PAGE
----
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'Mars Attacks' At 50: A Look Back At A Bloody Battle
Mars Attacks: 50th Anniversary Collection, an anthology of the 1962 trading card series from the Topps Company and Abrams Comic Arts, comes packaged in a jacket made from the same wax paper as '60s bubble gum wrap. The packaging establishes an air of honeyed nostalgia that the cards themselves are mercifully quick to demolish. The 55 violent images of interplanetary slaughter in the "Mars Attacks" series were controversial in their day, but have atrophied in the popular consciousness as kitsch relics of the Kennedy era. The best thing about this 50th anniversary book is that it frees "Mars Attacks" from rose-tinted memory.
Though painted in gorgeous, lurid color by Norman Saunders from drawings by Wally Wood, the "Mars Attacks" series is otherwise proudly inelegant. There is a semblance of a continuing story — about a deadly Martian invasion of Earth, and mankind's successful counterattack — but there are no recurring characters, and only the barest of narrative information. Mars' attack (prompted by "atomic pressures building up beneath the surface of Mars for many years") involves expanding Earth insects to Godzilla-like proportions and slaughtering every human in sight. Earth's brilliant strategy for victory involves (hang on, let me check my notes...) crushing the Martian invaders with tanks and blowing up their planet.
Landmarks like Times Square and the Golden Gate Bridge are predictably flattened, but unlike from the bloodless mayhem of such atom-age entertainments as This Island Earth or Earth vs. the Flying Saucers, "Mars Attacks" revels pornographically in gory carnage. Giant ants chew up "helpless victims"; soldiers and cows are burned alive (in a particularly gruesome touch, we can see the cows' ribcages); civilians are crushed, gunshot wounds spurt blood, and Martin/human rape is implied. The cards have blunt, brutal titles like "Crushed To Death," "Burning Flesh," and "The Human Torch." There is a strain of humor, but is acidic: card #13, "Watching from Mars," shows three Martians enjoying a glass of wine as they observe the destruction of the Capitol on a giant TV.
In an afterward, Norman Saunders' daughter Zina recalls that her father's progressive politics influenced his work. "The civil rights movement: he was for it. Religion: he was against it," she writes. "Dad knew full well that [children] were ferocious little warriors, bloodthirsty and cruel, and delighted by horror. In other words, Dad was the perfect artist for Mars Attacks." Some images seem designed to puncture a certain Leave it to Beaver Americana, like controversial card #36, "Destroying a Dog," in which a Martian blasts through a Labrador retriever as a young boy cries in horror. Even if the series suggests a Cold War anxiety of the loss of the American way of life, the gut-punch power comes from Saunders' secret relishing of the scenario.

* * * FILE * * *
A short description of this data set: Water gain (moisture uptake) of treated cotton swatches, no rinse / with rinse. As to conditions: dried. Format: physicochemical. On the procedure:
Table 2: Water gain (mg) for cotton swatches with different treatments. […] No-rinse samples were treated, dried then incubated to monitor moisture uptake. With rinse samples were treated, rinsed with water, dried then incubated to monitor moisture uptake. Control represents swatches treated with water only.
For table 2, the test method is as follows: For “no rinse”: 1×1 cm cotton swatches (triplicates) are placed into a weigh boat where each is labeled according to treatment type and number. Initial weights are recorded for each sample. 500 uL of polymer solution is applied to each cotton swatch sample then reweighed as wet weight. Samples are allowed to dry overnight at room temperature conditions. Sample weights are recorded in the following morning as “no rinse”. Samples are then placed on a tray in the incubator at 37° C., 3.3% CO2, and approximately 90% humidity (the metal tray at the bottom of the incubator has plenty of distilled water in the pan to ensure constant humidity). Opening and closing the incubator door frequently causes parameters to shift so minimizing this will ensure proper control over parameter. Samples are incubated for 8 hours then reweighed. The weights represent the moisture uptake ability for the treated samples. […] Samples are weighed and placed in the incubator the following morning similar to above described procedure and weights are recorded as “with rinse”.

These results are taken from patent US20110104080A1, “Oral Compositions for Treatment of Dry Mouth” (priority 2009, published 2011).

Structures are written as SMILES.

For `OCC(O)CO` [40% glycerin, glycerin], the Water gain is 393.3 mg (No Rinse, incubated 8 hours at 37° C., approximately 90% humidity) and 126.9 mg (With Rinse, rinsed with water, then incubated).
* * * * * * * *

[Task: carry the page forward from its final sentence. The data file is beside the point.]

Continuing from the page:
The brutality of the images may come as a surprise to anyone whose main exposure to this brand was through Tim Burton's jokey 1996 film adaptation (in which the Martians are defeated by an allergy to Slim Whitman). The second half of the book collects cards from a 1994 revival, plus other "Mars Attacks"-inspired artworks from recent decades, most of which are in the Burton spirit. Zina Saunders draws a Martian holding a panicked President Kennedy at gunpoint; Drew Friedman depicts a civilian being disintegrated in three black-and-white frames of celluloid; Steve Fastner and Rich Larsen show the Martians attending a wet T-shirt contest, etcetera.
These images are generally amusing, but they crumble in the memory compared to the originals. The 1962 cards grab you by the neck, but the revisionists are content to elbow you in the ribs. Too many of the '90s and '00s artists try to be too hip for the material, repositioning it as camp. Many of these artists are old enough to have been scared by "Mars Attacks" as grade-schoolers. It might have been interesting if, instead of condescending to "Mars Attacks," more of them tried to create something to truly scare the next generation.